I occasionally get feedback about my blog, most of the time people are impressed with the rate of publication when they see the index page. I'm surprised it appears to be huge efforts, so I'll explain how I work on my blog.
Make it simple §
I rarely spend more than 40 minutes for a blog post, the average blog post takes 20 minutes. Most of them are sharing something I fiddled with in the day or week, so the topic is still fresh for me. The content of the short articles often consists of dumping a few commands / configuration I used, and write a bit of text around so the reader knows what to expect from the article, how to use the content and what's the point of the topic.
It's important to keep track of commands/configuration beforehand, so when I'm trying something new, and I think I could write about it, I keep a simple text file somewhere with the few commands I typed or traps I encountered.
Write ideas down §
My fear with regard to the blog is to be out of ideas, this would mean I would have boring days and I would have nothing to write about. Sometimes I look at packages repository updates in different Linux distribution, and look at the projects homepages for which the name is unknown to me. This is a fun way to discover new programs / tools and ideas. When something looks interesting, I write its name down somewhere and may come later to it. I also write down any idea that I could get in my mind about some unusual setup I would like to try, if I come to try it, it will certainly end up as a new blog entry to share my experience.
Don't think too much §
There are two rules for the blog: having fun and not lie/be accurate. Having fun? Yes, writing can be fun, organizing ideas and sharing them is a cool exercise. Watching the result is fun. Thinking too much about perfection is not fun.
I prefer to write most of the blog posts in one shot, quickly proofread and publish, and be done with it. If I save a blog post as a draft, I may not pick it up quickly, and it's not fun to get into the context to continue it. I occasionally abandon some posts because of that, or simply delete the file and start over.
Sometimes it happens I'm wrong when writing, in the case I prefer to remove the blog post than keeping it online at all cost. When I know a text is terribly outdated, I either remove it from the index or update it.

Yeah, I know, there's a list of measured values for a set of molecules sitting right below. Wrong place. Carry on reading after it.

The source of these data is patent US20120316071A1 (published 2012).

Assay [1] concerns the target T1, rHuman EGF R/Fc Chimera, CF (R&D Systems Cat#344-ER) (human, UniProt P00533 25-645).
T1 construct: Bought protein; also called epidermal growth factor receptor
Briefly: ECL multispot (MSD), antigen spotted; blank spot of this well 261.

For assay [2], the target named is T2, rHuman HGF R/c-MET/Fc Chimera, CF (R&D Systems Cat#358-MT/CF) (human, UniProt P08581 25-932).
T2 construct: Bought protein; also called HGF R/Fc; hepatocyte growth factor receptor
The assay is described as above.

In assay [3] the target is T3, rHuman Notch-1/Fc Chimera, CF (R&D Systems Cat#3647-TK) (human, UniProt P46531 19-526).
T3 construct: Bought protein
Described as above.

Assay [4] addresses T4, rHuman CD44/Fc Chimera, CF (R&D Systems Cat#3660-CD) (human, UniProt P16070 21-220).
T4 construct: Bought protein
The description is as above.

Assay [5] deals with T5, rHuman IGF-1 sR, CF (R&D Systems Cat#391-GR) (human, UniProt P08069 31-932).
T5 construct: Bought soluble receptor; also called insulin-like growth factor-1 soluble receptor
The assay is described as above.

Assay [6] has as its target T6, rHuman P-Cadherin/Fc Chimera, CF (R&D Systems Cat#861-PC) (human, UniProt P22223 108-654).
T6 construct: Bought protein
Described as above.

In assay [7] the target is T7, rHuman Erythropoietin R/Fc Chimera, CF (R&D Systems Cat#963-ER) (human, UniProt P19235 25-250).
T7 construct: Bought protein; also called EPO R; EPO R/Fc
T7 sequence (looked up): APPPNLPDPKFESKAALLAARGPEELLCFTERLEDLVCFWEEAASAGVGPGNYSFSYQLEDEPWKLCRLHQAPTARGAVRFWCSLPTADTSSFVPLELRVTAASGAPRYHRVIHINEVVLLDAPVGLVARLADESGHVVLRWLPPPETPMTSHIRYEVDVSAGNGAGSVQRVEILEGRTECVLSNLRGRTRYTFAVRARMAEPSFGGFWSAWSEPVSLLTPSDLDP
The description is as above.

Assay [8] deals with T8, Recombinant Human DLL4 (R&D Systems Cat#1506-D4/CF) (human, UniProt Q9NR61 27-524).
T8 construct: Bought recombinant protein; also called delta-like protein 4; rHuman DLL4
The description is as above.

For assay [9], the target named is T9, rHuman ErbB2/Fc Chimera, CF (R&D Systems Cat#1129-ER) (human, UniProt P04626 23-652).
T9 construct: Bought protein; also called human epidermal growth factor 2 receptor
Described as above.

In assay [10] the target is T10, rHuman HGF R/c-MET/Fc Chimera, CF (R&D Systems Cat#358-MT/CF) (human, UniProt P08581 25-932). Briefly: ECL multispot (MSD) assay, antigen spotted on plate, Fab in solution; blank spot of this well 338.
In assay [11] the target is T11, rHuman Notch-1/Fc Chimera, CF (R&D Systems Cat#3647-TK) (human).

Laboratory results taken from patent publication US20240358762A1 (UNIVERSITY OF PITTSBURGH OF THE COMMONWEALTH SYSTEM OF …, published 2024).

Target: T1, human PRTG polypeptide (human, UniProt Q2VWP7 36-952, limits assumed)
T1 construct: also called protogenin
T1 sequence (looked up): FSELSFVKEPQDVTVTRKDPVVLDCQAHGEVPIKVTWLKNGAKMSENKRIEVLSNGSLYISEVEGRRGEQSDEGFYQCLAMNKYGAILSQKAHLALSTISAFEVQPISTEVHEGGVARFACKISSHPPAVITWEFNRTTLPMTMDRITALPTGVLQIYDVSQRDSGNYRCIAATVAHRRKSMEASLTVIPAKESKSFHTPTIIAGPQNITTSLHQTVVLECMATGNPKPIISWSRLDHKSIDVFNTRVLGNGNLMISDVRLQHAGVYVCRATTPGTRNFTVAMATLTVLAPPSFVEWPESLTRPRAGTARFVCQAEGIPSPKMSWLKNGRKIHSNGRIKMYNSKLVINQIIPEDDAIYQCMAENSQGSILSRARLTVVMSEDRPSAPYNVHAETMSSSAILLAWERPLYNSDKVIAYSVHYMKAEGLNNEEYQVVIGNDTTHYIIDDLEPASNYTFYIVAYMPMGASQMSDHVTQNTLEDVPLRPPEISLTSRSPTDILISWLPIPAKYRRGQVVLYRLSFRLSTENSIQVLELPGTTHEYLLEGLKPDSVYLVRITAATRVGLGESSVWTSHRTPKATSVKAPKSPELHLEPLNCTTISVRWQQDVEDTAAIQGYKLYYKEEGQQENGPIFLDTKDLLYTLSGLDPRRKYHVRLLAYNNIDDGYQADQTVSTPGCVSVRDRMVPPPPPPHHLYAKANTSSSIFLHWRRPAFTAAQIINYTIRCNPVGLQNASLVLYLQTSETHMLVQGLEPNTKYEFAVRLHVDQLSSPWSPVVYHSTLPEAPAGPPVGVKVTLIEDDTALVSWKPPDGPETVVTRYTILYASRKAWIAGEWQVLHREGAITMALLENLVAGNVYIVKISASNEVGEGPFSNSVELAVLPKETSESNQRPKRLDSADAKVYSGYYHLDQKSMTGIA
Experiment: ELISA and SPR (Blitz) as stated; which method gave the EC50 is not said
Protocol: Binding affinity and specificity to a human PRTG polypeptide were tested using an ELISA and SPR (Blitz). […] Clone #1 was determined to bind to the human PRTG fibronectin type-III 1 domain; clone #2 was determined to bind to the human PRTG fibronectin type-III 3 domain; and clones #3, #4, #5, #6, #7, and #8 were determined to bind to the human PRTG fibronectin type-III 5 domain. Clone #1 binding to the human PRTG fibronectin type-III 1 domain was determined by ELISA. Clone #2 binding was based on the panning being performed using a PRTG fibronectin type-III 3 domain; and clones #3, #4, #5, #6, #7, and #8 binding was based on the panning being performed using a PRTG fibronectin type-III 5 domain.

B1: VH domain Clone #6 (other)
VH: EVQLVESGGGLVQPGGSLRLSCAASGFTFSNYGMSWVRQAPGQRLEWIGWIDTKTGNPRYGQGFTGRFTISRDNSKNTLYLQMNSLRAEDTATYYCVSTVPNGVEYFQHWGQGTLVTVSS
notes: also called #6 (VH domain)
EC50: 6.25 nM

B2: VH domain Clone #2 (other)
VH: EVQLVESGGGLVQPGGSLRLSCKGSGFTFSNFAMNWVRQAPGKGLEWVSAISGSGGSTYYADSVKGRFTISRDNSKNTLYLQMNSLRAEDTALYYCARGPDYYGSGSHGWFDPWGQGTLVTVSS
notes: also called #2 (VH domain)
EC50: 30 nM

I don't use any analytics services and I do the blog for free, the only incentive is to have fun and to know it will certainly help someone to look for information.
The blog software §
This website is generated with a custom blog generator I wrote a few years ago (cl-yag), the workflow to use it is very simple it never fails to me:
- write the blog file in the format I want, I currently use GemText but in the past some blog posts were written in org-mode, man page or markdown
- add an entry in the list of articles, this contains all the metadata such as the title, date, tags and description for the open graph protocol (optional)
- run "make"
- wait 30s, it's online on HTTP / gopher / Gemini
The program is really fast despite it's generating all the files every time, the "raw text to HTML" content is cached and reused when wrapping the HTML in the blog layout, the Gemini version is published as-this, and the gopher files are processed by a Perl script rewriting all the links and wrapping the text (takes a while).
Quick proofreading §
Before publishing, I read my text and run a spellcheck program on it, my favorite is LanguageTool because it finds so many mistake versus aspell which only finds obvious typos.
More advanced blog posts §
It happens for some blog posts to be more elaborated, they often describe a complex setup and I need to ensure readers can reproduce all the steps and get the same results as me. This kind of blog post takes a day to write, they often require using a spare computer for experimentation, formatting, installing, downloading things, adjusting the text, starting over because I changed the text...
If you want to publish a blog, my advices would be to have fun, to use a blog/website generator that doesn't get in your way, and to not be afraid to get started. It could be scary at first to publish texts on the wild Internet, and fear to be wrong, but it happens, accept it, learn from your mistakes and improve for the next time.